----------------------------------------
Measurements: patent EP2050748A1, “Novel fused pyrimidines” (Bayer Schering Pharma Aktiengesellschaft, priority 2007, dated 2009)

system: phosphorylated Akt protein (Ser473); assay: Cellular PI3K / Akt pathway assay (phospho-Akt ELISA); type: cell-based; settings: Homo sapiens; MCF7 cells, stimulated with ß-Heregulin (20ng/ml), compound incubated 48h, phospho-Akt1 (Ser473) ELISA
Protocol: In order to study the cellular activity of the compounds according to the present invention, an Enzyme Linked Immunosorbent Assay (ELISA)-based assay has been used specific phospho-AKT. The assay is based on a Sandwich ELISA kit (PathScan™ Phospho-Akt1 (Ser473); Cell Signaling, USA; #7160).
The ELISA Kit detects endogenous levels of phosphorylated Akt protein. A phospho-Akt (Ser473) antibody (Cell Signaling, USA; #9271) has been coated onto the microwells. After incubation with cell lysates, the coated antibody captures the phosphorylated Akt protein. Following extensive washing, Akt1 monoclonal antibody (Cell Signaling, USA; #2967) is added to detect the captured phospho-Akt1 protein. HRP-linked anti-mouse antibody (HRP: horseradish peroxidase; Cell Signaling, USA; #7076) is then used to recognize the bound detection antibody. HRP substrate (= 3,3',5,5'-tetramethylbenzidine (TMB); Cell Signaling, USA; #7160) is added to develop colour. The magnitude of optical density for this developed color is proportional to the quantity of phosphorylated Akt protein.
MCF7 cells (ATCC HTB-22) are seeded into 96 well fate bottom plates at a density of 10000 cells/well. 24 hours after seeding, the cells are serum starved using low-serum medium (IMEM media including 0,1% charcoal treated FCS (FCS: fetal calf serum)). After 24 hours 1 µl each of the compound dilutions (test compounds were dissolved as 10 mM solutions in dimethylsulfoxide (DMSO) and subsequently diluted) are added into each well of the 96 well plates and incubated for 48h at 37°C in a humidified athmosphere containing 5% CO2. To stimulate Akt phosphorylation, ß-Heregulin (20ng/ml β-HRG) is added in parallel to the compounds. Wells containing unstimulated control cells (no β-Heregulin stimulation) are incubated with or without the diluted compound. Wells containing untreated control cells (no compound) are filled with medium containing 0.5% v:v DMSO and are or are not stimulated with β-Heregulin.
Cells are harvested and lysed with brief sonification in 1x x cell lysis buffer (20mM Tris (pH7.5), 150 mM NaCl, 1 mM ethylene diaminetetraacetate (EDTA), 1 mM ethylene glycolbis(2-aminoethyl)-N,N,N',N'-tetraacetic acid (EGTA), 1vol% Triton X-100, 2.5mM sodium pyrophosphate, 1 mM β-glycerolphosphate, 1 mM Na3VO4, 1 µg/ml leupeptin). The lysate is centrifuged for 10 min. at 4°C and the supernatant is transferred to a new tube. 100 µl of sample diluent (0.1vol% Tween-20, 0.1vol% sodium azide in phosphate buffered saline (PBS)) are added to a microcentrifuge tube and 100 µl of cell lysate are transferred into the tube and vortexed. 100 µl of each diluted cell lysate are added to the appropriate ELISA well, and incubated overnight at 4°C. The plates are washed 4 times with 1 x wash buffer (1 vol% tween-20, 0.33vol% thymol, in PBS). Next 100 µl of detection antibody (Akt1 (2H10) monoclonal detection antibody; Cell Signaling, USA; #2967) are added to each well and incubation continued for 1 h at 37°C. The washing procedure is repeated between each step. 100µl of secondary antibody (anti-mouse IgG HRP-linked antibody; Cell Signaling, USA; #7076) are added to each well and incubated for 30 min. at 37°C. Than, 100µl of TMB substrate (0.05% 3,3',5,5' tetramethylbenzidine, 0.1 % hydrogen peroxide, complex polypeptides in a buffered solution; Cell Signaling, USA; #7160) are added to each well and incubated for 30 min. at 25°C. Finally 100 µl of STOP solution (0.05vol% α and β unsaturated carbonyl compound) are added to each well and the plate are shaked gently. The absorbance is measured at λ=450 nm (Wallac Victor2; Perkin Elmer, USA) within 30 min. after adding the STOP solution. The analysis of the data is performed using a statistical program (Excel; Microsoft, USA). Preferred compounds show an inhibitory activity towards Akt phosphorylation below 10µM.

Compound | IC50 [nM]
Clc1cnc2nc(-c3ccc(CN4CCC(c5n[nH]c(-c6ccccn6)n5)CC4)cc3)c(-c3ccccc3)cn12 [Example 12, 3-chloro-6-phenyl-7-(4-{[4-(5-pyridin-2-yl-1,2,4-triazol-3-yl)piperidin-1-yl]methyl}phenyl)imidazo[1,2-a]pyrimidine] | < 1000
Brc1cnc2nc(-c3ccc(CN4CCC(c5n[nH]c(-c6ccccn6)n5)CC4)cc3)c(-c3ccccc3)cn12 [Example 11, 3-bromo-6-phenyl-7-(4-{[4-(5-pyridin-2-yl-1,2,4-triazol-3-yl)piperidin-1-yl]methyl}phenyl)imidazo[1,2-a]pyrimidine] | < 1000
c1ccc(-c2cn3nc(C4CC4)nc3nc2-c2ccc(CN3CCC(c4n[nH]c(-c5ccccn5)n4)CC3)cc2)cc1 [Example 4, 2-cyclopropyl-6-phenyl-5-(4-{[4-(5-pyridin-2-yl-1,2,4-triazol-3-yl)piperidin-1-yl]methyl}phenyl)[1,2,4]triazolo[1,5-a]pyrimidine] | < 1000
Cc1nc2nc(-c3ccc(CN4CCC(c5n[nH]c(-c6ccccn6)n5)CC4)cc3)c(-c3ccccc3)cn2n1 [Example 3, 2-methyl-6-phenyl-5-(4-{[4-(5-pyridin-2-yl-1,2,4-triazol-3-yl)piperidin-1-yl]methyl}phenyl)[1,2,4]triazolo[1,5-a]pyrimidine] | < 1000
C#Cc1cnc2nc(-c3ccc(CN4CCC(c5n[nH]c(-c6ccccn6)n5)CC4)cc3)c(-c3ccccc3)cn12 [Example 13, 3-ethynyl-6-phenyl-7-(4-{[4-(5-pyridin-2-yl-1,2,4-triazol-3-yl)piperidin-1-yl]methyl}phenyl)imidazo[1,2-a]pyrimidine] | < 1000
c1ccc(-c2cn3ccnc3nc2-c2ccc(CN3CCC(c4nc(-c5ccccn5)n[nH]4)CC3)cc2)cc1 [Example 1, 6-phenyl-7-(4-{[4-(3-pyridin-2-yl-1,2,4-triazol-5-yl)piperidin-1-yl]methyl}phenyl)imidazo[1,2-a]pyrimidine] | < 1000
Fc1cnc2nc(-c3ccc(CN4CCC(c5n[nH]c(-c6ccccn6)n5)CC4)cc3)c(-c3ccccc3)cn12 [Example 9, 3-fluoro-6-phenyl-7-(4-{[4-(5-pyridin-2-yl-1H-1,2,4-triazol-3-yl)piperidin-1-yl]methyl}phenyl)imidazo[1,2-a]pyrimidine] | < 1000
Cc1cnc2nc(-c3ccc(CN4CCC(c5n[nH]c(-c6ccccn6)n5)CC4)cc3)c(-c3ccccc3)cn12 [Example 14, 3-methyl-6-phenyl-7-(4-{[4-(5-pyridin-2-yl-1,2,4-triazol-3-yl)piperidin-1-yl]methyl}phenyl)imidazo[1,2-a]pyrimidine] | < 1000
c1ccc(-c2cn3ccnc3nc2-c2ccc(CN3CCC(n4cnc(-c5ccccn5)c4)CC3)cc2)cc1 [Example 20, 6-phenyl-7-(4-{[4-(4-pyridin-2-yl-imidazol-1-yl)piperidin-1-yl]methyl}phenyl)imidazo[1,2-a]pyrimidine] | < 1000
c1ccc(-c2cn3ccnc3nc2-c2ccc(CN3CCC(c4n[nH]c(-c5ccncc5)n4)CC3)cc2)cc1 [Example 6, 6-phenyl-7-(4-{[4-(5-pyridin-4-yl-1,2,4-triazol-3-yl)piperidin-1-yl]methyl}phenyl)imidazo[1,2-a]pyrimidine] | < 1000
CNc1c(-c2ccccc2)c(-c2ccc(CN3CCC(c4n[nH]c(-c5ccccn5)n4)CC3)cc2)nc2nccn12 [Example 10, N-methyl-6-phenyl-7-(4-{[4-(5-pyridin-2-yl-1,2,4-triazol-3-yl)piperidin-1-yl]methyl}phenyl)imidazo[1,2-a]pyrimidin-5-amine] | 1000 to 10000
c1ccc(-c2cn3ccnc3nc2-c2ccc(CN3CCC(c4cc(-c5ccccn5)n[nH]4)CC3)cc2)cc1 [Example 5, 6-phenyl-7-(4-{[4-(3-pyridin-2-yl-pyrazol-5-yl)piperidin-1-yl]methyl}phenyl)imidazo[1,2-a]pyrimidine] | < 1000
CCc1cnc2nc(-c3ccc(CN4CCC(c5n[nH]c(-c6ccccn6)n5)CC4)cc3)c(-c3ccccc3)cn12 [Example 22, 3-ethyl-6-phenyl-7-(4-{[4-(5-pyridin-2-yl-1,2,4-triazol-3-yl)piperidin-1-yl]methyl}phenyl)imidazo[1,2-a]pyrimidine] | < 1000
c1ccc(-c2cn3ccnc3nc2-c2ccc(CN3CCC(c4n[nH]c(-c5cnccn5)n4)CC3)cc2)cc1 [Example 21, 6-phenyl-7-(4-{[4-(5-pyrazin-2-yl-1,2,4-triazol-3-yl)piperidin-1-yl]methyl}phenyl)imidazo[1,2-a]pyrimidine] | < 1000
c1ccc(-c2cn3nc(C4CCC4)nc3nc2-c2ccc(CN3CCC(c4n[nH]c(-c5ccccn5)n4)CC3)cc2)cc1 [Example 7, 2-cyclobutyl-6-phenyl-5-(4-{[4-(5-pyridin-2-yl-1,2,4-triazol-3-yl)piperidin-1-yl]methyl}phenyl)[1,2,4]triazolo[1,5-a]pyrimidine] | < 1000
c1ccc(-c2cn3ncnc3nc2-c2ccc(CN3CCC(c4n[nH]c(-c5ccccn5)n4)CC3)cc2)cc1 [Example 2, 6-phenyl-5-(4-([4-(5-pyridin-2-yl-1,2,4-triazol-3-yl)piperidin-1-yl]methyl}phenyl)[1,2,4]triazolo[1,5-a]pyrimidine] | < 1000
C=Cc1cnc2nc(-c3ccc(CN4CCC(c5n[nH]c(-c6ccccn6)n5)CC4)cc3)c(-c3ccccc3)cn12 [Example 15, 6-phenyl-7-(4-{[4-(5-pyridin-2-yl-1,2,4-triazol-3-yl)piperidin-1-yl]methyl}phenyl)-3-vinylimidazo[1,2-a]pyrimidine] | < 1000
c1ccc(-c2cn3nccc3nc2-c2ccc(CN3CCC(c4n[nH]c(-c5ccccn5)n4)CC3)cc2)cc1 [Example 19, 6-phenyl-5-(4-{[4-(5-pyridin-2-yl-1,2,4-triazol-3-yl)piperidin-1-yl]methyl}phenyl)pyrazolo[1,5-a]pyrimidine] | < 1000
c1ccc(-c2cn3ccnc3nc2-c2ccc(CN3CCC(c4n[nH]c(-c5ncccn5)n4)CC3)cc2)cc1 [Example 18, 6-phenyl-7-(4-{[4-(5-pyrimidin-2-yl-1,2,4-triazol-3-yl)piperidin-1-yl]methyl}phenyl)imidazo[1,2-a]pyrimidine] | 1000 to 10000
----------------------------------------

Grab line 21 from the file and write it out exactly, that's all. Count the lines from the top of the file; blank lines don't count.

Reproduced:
c1ccc(-c2cn3ccnc3nc2-c2ccc(CN3CCC(c4n[nH]c(-c5cnccn5)n4)CC3)cc2)cc1 [Example 21, 6-phenyl-7-(4-{[4-(5-pyrazin-2-yl-1,2,4-triazol-3-yl)piperidin-1-yl]methyl}phenyl)imidazo[1,2-a]pyrimidine] | < 1000